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Spironolactone safe for androgenetic alopecia in cancer survivors

Presented by
Dr Chapman Wei, George Washington University, USA
AAD 2020

The potassium-sparing diuretic spironolactone is a viable treatment option in women with a previous breast cancer diagnosis [1].

In daily practice, spironolactone is often used off-label for the treatment of androgenetic alopecia in women. The agent exerts competitive blockade on androgen receptors in target tissues. It has been shown to arrest hair loss progression; a significant percentage of women even achieve partial hair regrowth [2]. However, limited data is available on its safety in breast cancer survivors. Due to its estrogenic effects, a potential risk for promoting cancer recurrence has been discussed. To clarify this issue, the authors performed a retrospective analysis using the Humana Insurance database.

Breast cancer survivors were identified using ICD-9/10 codes and divided into cohorts by spironolactone prescription. Patient demographics and comorbidities were compared and analysed. Cohorts with and without spironolactone use were further matched using propensity score analysis to assess breast cancer recurrence. This statistical method allows one to design and analyse an observational study so that it mimics some of the characteristics of a randomised controlled trial. The primary outcome was breast cancer recurrence within 2 years.

Included in the analysis were 29,146 females with a previous history of breast cancer, 746 were prescribed spironolactone compared with 28,400 non-users. In the matched cohort 16.5% of spironolactone users compared with 15.8% of non-users had a recurrence of breast cancer (P=0.779). As suspected, spironolactone use was not associated with cancer recurrence. Previous studies have already shown that spironolactone does not affect hormone levels (i.e. oestrogen, progesterone, testosterone) and does not increase the risk of breast cancer in non-cancer patients [3]. In addition, its use did not increase the risk for primary breast and gynaecologic cancers in normal patients [4].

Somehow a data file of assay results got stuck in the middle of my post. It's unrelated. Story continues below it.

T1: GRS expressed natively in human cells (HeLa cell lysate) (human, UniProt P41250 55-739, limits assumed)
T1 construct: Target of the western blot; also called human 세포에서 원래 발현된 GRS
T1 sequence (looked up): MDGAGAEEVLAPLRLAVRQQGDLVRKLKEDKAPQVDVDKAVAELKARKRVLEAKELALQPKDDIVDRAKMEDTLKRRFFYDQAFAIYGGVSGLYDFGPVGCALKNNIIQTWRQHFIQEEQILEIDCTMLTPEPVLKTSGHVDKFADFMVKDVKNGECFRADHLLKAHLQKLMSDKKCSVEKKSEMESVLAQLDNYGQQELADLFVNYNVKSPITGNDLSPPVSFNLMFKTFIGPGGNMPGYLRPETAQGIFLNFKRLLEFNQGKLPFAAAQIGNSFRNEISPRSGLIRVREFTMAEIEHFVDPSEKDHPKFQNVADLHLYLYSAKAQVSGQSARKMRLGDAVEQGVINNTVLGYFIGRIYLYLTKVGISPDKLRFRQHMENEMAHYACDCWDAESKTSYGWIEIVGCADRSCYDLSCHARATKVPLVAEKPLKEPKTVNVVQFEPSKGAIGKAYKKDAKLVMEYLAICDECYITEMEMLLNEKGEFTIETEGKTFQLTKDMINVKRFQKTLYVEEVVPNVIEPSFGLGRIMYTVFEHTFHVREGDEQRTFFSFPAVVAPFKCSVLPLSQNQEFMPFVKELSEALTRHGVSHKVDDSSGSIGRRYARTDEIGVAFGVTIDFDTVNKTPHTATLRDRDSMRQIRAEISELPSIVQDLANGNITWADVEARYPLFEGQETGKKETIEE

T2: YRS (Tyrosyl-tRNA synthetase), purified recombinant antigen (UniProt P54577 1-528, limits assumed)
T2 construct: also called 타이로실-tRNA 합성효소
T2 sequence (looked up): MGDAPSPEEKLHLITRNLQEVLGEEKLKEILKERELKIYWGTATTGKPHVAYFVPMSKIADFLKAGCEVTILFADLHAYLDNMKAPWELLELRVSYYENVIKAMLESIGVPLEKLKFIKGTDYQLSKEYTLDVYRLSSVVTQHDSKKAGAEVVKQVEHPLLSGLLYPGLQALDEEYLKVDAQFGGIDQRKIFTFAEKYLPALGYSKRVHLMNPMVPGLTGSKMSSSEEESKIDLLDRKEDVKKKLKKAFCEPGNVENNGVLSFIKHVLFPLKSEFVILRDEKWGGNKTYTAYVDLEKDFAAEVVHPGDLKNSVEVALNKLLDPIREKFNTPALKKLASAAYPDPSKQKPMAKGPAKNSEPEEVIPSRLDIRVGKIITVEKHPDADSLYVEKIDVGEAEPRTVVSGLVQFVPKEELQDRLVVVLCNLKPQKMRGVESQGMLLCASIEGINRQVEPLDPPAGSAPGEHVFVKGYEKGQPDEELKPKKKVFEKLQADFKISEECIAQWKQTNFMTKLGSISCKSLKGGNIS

Thus, the authors concluded that spironolactone can be considered a viable treatment option in the armamentarium for hair loss in breast cancer survivors. However, future prospective studies with longer duration should be performed to confirm these results.

  1. Wei C, et al. P15809, AAD Virtual Meeting Experience, 12-14 June 2020.
  2. Rathnayake D, Sinclair R. Dermatol Clin. 2010;28(3):611-618.
  3. Rozner RN, et al. Breast Cancer Res Treat. 2019;174:15-26.
  4. Biggar RJ, et al. Cancer Epidemiol. 2013;37:870-875.

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